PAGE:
Many people think the days of the family farm have gone by the wayside, replaced by large corporate owned ventures that take advantage of economy of scales - but for Dale and Evan Hardy of Grenfell nothing could be farther from the truth.
The Hardy family farm - Hardy Seeds Ltd - has been going strong for over 80 years, and is showing no signs of slowing down anytime soon.
"The farm was started in the 1920's by my great-grandfather Bert Hardy," explained 28 year-old Dale
"Growing up the partnership was my dad (Allen), Uncle Brian and Uncle Calvin. As Evan and I got older and were ready to join the business, it was decided our family would continue to run the seed business and Uncle Brian and Calvin split off and continued to farm together."
So, in 2005, after Evan followed Dale's footsteps and finished studying Agriculture at the University of Saskatchewan, the two took over Hardy Seeds with their father Allen.
"Running the farm with family is a bonus, mainly because we've worked together for our whole lives so we are all familiar with each other. There's an element of trust with family that is very important to me," said Dale.
"It means a lot because this company has always been a family owned and operated business and hasn't had any outside investment," added Evan, who turned 25 at the beginning of the year.
"I think it's great that we are doing the same things that my Dad and Granddad did as well."
Winter usually offers farmers on the prairies at least a few months of down time, but not when you have a seed business to run.
"An average day in the winter would be going to the seed plant and running the cleaning plant all day, as well as often hauling grain to the elevator to be sold," explained Dale.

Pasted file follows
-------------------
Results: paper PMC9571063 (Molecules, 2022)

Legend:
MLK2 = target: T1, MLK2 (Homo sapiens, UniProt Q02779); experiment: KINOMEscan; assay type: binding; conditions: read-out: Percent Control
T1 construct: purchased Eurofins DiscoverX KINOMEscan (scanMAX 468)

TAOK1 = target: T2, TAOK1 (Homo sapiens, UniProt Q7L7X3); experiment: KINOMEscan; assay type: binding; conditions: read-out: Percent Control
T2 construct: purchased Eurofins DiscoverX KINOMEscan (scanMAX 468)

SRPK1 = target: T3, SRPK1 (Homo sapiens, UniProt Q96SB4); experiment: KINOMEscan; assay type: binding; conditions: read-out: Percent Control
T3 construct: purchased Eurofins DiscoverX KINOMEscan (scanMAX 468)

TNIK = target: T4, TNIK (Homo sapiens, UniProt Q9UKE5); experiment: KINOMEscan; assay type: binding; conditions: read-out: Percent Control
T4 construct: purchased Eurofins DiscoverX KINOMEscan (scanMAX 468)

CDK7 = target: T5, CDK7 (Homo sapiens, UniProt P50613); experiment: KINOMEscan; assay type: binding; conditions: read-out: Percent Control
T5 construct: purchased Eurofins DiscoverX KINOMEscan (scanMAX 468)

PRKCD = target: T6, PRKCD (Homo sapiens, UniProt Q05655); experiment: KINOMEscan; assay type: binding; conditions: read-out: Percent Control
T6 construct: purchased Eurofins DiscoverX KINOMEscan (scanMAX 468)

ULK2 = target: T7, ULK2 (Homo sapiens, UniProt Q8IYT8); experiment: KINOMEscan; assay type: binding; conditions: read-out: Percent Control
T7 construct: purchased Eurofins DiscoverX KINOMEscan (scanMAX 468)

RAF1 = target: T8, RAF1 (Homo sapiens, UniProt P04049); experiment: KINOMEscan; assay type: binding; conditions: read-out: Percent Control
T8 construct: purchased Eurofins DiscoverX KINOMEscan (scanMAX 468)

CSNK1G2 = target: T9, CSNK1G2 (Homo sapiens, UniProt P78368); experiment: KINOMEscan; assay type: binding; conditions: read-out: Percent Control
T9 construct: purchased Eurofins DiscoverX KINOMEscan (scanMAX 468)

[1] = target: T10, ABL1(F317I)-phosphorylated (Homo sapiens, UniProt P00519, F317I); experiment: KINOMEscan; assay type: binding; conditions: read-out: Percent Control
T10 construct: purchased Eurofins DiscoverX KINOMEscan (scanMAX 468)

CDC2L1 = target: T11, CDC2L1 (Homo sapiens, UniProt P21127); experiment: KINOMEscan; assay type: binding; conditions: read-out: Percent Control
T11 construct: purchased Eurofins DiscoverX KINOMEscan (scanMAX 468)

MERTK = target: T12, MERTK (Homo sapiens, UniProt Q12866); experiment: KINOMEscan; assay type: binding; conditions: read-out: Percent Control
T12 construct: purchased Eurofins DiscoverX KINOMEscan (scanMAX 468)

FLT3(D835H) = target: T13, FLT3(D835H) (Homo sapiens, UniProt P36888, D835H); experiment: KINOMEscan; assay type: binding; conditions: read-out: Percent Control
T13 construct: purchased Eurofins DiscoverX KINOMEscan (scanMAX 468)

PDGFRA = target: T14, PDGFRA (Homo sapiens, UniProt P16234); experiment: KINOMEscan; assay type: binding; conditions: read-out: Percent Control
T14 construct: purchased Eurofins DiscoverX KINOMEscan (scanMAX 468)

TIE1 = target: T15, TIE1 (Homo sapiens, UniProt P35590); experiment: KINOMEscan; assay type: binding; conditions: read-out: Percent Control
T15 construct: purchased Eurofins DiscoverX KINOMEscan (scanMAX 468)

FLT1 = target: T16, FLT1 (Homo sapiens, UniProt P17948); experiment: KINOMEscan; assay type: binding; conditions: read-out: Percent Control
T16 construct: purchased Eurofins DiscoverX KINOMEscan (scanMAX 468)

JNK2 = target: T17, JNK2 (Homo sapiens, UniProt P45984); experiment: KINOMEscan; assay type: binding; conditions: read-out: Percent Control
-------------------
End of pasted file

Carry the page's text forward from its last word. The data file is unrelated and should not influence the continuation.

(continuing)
And it only gets busier as the months go on. The trio farms over 6,000 acres, selling their wheat, barley, oats, peas and flax as certified seed to farmers across both Saskatchewan and Manitoba; their canola and barley crops are sold through the Viterra and Paterson terminals.
"Once spring comes of course there is seeding to be preparing for. Evan handles the seeding, which usually lasts for most of May, while Dad and I run the yard and distribute seed to farmers who buy it and come pick it up," continued Dale.
"In the summer we in-crop spray as needed and prepare equipment for harvest - then in the fall we harvest out crops," added Evan.
While both the younger Hardys enjoy running the family farm, they admit that it isn't always easy.
"Sometimes my inexperience comes into play and that can make for some mistakes," admitted Evan.
"But that's why it's great to have Dad and Uncle Brian and Calvin around."
For Dale, the hardest part is dealing with the unruly prairie weather, as well as keeping up with the business side of the farm.
"The hardest part of running our own farm is probably trying to keep up with the constant changes in the business, like new marketing strategies and the fact equipment is always improving at the rate of every other technology," he said.
There are other challenges to face as well, the economic crisis taking place world-wide is lowering grain prices, and the family is finding it more and more difficult to find hired help, with many workers from the area feeling the pull from the oil rigs.
Regardless of the challenges, they two see nothing but positive things in the future for Hardy Seeds.
"The farm is definitely upsizing, and our operations will continue to healthily grow to where it remains profitable. Margins are narrower these days, so you have to produce more to make more," predicted Evan.
Despite the constant hard and often stressful work, both agree that there is nowhere else they would rather be.
"Nothing beats reaping the rewards of your own hard work, being your own boss, and seeing the benefits of it all," Dale explained.